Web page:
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Difference‐in‐differences when the treatment status is observed in only one period


  • Irene Botosaru
  • Federico H. Gutierrez


This paper considers the difference‐in‐differences (DID) method when the data come from repeated cross‐sections and the treatment status is observed either before or after the implementation of a program. We propose a new method that point‐identifies the average treatment effect on the treated (ATT) via a DID method when there is at least one proxy variable for the latent treatment. Key assumptions are the stationarity of the propensity score conditional on the proxy and an exclusion restriction that the proxy must satisfy with respect to the change in average outcomes over time conditional on the true treatment status. We propose a generalized method of moments estimator for the ATT and we show that the associated overidentification test can be used to test our key assumptions. The method is used to evaluate JUNTOS, a Peruvian conditional cash transfer program. We find that the program significantly increased the demand for health inputs among children and women of reproductive age.

Suggested Citation

  • Irene Botosaru & Federico H. Gutierrez, 2018. "Difference‐in‐differences when the treatment status is observed in only one period," Journal of Applied Econometrics, John Wiley & Sons, Ltd., vol. 33(1), pages 73-90, January.
  • Handle: RePEc:wly:japmet:v:33:y:2018:i:1:p:73-90
    DOI: 10.1002/jae.2583

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    Cited by:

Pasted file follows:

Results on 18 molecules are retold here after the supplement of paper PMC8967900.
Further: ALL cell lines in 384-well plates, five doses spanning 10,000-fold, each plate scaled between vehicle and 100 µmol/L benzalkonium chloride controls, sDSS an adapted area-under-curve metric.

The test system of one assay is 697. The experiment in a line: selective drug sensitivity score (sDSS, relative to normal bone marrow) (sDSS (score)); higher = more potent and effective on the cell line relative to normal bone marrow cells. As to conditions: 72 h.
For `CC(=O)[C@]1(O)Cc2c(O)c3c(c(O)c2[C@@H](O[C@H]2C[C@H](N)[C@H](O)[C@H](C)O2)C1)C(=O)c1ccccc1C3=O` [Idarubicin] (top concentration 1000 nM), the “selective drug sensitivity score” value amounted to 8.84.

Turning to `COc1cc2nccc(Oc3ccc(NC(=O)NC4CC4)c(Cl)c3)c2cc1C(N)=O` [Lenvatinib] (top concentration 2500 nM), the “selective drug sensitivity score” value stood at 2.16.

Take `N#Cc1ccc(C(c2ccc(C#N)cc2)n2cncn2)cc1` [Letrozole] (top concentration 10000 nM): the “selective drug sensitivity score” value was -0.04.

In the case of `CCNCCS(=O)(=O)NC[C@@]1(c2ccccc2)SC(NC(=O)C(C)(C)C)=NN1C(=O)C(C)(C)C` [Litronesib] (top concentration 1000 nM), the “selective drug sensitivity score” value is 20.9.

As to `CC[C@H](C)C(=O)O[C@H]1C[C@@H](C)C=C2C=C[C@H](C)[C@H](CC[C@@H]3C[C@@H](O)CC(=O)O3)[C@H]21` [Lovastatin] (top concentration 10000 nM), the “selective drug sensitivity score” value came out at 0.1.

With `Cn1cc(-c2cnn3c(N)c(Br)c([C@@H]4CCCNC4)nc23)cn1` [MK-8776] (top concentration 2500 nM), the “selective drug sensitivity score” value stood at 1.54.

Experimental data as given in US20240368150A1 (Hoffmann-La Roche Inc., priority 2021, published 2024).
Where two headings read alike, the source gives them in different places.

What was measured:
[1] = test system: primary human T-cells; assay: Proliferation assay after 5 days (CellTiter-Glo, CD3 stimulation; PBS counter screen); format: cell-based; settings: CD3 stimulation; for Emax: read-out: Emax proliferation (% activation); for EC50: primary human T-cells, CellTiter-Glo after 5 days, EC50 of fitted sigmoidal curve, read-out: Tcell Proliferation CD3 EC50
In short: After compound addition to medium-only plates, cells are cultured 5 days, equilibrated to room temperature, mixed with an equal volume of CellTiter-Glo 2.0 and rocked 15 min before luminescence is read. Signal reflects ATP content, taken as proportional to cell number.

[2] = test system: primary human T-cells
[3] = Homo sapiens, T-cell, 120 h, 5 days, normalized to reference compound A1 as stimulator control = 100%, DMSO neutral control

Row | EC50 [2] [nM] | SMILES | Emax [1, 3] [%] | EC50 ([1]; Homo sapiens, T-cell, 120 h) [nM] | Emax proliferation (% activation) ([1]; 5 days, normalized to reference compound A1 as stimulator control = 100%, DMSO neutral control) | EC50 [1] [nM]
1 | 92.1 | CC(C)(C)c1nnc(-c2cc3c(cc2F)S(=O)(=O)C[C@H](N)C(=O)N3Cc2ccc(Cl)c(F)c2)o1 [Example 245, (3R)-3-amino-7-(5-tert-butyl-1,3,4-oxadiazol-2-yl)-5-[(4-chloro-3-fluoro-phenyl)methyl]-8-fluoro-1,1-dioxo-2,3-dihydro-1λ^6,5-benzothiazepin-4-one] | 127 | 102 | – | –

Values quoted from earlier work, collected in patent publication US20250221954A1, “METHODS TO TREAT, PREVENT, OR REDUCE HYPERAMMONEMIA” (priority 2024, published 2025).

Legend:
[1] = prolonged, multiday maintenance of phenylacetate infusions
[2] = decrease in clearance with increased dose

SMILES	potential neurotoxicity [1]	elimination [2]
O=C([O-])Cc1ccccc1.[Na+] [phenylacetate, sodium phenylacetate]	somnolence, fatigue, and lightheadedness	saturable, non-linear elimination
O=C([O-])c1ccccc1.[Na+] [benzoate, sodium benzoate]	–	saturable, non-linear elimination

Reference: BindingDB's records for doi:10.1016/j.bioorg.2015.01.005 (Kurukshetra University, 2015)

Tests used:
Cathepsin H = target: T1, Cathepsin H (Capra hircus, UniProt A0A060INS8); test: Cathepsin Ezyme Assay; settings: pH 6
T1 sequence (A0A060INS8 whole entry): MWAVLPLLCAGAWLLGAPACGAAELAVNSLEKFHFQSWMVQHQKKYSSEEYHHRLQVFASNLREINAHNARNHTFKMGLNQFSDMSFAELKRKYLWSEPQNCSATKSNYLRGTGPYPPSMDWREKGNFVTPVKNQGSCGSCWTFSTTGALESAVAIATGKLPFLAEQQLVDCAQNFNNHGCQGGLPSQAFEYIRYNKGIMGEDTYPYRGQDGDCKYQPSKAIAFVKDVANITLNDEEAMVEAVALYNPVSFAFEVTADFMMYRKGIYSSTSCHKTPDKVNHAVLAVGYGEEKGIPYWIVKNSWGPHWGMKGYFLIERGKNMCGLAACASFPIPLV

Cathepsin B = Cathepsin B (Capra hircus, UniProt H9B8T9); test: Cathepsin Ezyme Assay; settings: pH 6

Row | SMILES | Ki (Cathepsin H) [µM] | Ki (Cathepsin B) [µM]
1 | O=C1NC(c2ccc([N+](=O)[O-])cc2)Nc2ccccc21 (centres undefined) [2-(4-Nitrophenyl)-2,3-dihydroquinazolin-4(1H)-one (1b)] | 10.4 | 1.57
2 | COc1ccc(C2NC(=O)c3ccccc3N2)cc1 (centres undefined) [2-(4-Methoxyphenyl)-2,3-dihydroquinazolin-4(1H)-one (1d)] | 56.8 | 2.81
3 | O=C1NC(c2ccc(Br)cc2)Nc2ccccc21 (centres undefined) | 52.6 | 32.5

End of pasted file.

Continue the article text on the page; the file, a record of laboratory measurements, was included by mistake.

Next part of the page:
1. Brantly Callaway & Pedro H. C. Sant'Anna, 2018. "Difference-in-Differences with Multiple Time Periods and an Application on the Minimum Wage and Employment," DETU Working Papers 1804, Department of Economics, Temple University.
    2. Brantly Callaway & Pedro H. C. Sant'Anna, 2018. "Difference-in-Differences with Multiple Time Periods," Papers 1803.09015,, revised Dec 2020.
    3. de Araujo, Douglas Kiarelly Godoy & Barroso, Joao Barata Ribeiro Blanco & Gonzalez, Rodrigo Barbone, 2020. "Loan-to-value policy and housing finance: Effects on constrained borrowers," Journal of Financial Intermediation, Elsevier, vol. 42(C).
    4. Tanya Byker & Italo A. Gutierrez, 2016. "Treatment Effects Using Inverse Probability Weighting and Contaminated Treatment Data An Application to the Evaluation of a Government Female Sterilization Campaign in Peru," Working Papers WR-1118-1, RAND Corporation.
    5. Douglas Kiarelly Godoy de Araujo & João Barata Ribeiro Blanco Barroso & Rodrigo Barbone Gonzalez, 2016. "Loan-To-Value Policy and Housing Loans: effects on constrained borrowers," Working Papers Series 445, Central Bank of Brazil, Research Department.
    6. Yanqin Fan & Carlos A. Manzanares, 2017. "Partial identification of average treatment effects on the treated through difference-in-differences," Econometric Reviews, Taylor & Francis Journals, vol. 36(6-9), pages 1057-1080, October.
    7. Hiroyuki Kasahara & Katsumi Shimotsu, 2019. "Identification of Regression Models with a Misclassified and Endogenous Binary Regressor," Papers 1904.11143,, revised Dec 2020.
    8. Gonçalves, S. & Rodrigues, T.P. & Chagas, A.L.S., 2020. "The impact of wind power on the Brazilian labor market," Renewable and Sustainable Energy Reviews, Elsevier, vol. 128(C).

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